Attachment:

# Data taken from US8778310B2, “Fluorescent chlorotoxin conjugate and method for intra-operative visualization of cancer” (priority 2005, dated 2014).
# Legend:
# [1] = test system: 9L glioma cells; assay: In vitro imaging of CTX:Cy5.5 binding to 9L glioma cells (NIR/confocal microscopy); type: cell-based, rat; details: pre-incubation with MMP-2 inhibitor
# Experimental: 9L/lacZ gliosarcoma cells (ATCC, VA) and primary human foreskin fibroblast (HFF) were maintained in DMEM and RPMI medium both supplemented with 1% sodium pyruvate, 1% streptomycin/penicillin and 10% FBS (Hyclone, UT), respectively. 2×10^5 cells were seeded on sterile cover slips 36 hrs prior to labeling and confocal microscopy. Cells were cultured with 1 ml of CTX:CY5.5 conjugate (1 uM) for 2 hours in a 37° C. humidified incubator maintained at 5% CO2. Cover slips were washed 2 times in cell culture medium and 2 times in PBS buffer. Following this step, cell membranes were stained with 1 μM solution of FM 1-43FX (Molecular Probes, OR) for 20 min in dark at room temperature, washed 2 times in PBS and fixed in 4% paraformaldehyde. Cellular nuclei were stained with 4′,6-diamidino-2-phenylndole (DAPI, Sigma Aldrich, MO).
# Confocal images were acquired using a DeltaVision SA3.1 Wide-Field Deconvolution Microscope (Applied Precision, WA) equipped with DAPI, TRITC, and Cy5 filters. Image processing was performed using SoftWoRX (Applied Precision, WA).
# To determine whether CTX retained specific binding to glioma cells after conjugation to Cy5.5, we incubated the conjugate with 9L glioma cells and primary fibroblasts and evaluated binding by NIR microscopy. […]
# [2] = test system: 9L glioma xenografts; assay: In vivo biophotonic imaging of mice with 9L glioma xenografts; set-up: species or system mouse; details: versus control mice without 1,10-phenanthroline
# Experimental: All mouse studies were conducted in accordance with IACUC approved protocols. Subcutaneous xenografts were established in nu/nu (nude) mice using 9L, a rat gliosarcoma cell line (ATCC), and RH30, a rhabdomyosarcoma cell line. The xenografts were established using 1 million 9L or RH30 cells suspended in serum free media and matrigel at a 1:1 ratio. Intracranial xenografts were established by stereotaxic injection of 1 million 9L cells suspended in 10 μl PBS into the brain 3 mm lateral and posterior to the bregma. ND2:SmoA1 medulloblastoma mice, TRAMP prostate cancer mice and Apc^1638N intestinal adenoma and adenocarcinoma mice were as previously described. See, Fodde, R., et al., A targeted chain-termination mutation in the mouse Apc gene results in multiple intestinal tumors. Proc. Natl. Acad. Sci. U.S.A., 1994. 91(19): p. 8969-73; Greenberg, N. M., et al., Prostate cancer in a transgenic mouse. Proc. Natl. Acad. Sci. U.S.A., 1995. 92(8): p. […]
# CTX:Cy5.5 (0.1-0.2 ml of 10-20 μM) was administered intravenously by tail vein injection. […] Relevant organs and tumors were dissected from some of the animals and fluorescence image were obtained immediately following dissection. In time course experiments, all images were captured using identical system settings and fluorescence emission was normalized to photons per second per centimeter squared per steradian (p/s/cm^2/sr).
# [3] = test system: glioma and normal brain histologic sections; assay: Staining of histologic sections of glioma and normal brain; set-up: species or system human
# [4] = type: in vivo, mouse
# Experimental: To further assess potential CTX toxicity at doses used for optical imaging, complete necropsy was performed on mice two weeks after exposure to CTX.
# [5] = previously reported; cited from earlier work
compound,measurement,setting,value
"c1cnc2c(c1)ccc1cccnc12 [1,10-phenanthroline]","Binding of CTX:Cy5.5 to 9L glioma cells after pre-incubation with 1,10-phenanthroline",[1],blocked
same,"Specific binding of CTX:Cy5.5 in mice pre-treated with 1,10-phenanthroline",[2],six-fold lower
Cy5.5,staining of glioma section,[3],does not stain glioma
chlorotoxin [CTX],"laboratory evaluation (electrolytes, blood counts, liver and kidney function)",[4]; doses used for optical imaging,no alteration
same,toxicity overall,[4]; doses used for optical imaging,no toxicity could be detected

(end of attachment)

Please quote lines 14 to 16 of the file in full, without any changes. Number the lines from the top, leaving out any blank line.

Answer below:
compound,measurement,setting,value
"c1cnc2c(c1)ccc1cccnc12 [1,10-phenanthroline]","Binding of CTX:Cy5.5 to 9L glioma cells after pre-incubation with 1,10-phenanthroline",[1],blocked
same,"Specific binding of CTX:Cy5.5 in mice pre-treated with 1,10-phenanthroline",[2],six-fold lower